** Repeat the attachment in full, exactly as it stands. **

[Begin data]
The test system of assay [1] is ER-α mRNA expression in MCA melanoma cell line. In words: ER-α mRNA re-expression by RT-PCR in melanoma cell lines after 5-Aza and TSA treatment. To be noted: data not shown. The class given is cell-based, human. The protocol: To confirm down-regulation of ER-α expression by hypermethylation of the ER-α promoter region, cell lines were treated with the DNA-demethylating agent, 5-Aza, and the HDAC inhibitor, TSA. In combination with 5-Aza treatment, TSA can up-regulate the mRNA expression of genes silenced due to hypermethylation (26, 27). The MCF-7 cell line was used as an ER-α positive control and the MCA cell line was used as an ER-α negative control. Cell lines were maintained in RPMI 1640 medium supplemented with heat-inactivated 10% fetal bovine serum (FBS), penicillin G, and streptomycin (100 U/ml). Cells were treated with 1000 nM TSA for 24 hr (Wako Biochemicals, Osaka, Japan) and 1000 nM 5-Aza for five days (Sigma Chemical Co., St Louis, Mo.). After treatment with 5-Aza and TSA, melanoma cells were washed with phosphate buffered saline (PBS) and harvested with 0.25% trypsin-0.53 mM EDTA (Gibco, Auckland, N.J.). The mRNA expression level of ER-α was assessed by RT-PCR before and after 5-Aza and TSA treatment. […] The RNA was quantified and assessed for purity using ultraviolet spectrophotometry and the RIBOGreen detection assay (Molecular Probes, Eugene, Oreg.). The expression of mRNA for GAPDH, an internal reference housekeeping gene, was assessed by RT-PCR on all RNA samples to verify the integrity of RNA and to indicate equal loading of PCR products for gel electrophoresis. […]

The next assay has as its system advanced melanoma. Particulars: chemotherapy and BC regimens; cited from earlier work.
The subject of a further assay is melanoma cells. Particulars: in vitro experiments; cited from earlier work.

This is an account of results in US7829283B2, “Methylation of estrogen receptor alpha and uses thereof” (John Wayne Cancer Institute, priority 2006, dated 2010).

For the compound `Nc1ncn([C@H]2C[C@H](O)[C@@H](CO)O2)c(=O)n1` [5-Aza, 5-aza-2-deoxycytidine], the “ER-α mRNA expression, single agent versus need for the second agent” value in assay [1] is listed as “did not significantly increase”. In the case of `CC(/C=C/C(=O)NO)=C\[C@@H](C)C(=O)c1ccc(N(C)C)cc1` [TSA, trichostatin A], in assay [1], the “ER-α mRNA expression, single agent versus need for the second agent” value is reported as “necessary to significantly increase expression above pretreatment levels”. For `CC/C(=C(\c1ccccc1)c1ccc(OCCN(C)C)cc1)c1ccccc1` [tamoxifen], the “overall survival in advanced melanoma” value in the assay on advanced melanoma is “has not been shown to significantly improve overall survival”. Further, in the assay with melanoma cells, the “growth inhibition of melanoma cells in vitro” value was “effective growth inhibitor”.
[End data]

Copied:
The test system of assay [1] is ER-α mRNA expression in MCA melanoma cell line. In words: ER-α mRNA re-expression by RT-PCR in melanoma cell lines after 5-Aza and TSA treatment. To be noted: data not shown. The class given is cell-based, human. The protocol: To confirm down-regulation of ER-α expression by hypermethylation of the ER-α promoter region, cell lines were treated with the DNA-demethylating agent, 5-Aza, and the HDAC inhibitor, TSA. In combination with 5-Aza treatment, TSA can up-regulate the mRNA expression of genes silenced due to hypermethylation (26, 27). The MCF-7 cell line was used as an ER-α positive control and the MCA cell line was used as an ER-α negative control. Cell lines were maintained in RPMI 1640 medium supplemented with heat-inactivated 10% fetal bovine serum (FBS), penicillin G, and streptomycin (100 U/ml). Cells were treated with 1000 nM TSA for 24 hr (Wako Biochemicals, Osaka, Japan) and 1000 nM 5-Aza for five days (Sigma Chemical Co., St Louis, Mo.). After treatment with 5-Aza and TSA, melanoma cells were washed with phosphate buffered saline (PBS) and harvested with 0.25% trypsin-0.53 mM EDTA (Gibco, Auckland, N.J.). The mRNA expression level of ER-α was assessed by RT-PCR before and after 5-Aza and TSA treatment. […] The RNA was quantified and assessed for purity using ultraviolet spectrophotometry and the RIBOGreen detection assay (Molecular Probes, Eugene, Oreg.). The expression of mRNA for GAPDH, an internal reference housekeeping gene, was assessed by RT-PCR on all RNA samples to verify the integrity of RNA and to indicate equal loading of PCR products for gel electrophoresis. […]

The next assay has as its system advanced melanoma. Particulars: chemotherapy and BC regimens; cited from earlier work.
The subject of a further assay is melanoma cells. Particulars: in vitro experiments; cited from earlier work.

This is an account of results in US7829283B2, “Methylation of estrogen receptor alpha and uses thereof” (John Wayne Cancer Institute, priority 2006, dated 2010).

For the compound `Nc1ncn([C@H]2C[C@H](O)[C@@H](CO)O2)c(=O)n1` [5-Aza, 5-aza-2-deoxycytidine], the “ER-α mRNA expression, single agent versus need for the second agent” value in assay [1] is listed as “did not significantly increase”. In the case of `CC(/C=C/C(=O)NO)=C\[C@@H](C)C(=O)c1ccc(N(C)C)cc1` [TSA, trichostatin A], in assay [1], the “ER-α mRNA expression, single agent versus need for the second agent” value is reported as “necessary to significantly increase expression above pretreatment levels”. For `CC/C(=C(\c1ccccc1)c1ccc(OCCN(C)C)cc1)c1ccccc1` [tamoxifen], the “overall survival in advanced melanoma” value in the assay on advanced melanoma is “has not been shown to significantly improve overall survival”. Further, in the assay with melanoma cells, the “growth inhibition of melanoma cells in vitro” value was “effective growth inhibitor”.